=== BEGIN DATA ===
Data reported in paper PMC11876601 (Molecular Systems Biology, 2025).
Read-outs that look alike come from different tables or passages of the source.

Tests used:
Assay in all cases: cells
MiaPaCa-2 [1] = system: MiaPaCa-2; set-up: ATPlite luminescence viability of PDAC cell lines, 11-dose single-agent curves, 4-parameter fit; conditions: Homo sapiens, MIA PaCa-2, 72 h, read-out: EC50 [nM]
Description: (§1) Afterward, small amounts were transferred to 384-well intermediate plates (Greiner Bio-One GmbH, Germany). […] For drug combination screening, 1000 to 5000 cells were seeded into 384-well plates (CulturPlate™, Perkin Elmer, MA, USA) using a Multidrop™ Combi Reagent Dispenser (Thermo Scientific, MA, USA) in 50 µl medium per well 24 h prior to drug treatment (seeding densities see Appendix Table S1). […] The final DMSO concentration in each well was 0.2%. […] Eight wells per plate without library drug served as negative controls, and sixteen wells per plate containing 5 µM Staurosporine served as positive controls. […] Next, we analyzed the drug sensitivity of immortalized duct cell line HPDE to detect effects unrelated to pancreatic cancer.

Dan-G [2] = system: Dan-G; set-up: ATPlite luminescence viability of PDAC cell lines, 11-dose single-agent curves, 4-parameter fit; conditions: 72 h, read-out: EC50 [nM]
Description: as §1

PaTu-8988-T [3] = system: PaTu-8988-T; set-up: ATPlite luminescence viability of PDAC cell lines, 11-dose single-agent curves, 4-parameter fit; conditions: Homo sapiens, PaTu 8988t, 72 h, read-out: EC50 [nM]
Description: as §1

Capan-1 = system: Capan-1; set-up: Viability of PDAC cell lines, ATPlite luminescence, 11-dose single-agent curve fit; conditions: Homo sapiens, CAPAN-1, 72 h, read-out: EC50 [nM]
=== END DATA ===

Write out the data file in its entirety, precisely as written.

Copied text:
Data reported in paper PMC11876601 (Molecular Systems Biology, 2025).
Read-outs that look alike come from different tables or passages of the source.

Tests used:
Assay in all cases: cells
MiaPaCa-2 [1] = system: MiaPaCa-2; set-up: ATPlite luminescence viability of PDAC cell lines, 11-dose single-agent curves, 4-parameter fit; conditions: Homo sapiens, MIA PaCa-2, 72 h, read-out: EC50 [nM]
Description: (§1) Afterward, small amounts were transferred to 384-well intermediate plates (Greiner Bio-One GmbH, Germany). […] For drug combination screening, 1000 to 5000 cells were seeded into 384-well plates (CulturPlate™, Perkin Elmer, MA, USA) using a Multidrop™ Combi Reagent Dispenser (Thermo Scientific, MA, USA) in 50 µl medium per well 24 h prior to drug treatment (seeding densities see Appendix Table S1). […] The final DMSO concentration in each well was 0.2%. […] Eight wells per plate without library drug served as negative controls, and sixteen wells per plate containing 5 µM Staurosporine served as positive controls. […] Next, we analyzed the drug sensitivity of immortalized duct cell line HPDE to detect effects unrelated to pancreatic cancer.

Dan-G [2] = system: Dan-G; set-up: ATPlite luminescence viability of PDAC cell lines, 11-dose single-agent curves, 4-parameter fit; conditions: 72 h, read-out: EC50 [nM]
Description: as §1

PaTu-8988-T [3] = system: PaTu-8988-T; set-up: ATPlite luminescence viability of PDAC cell lines, 11-dose single-agent curves, 4-parameter fit; conditions: Homo sapiens, PaTu 8988t, 72 h, read-out: EC50 [nM]
Description: as §1

Capan-1 = system: Capan-1; set-up: Viability of PDAC cell lines, ATPlite luminescence, 11-dose single-agent curve fit; conditions: Homo sapiens, CAPAN-1, 72 h, read-out: EC50 [nM]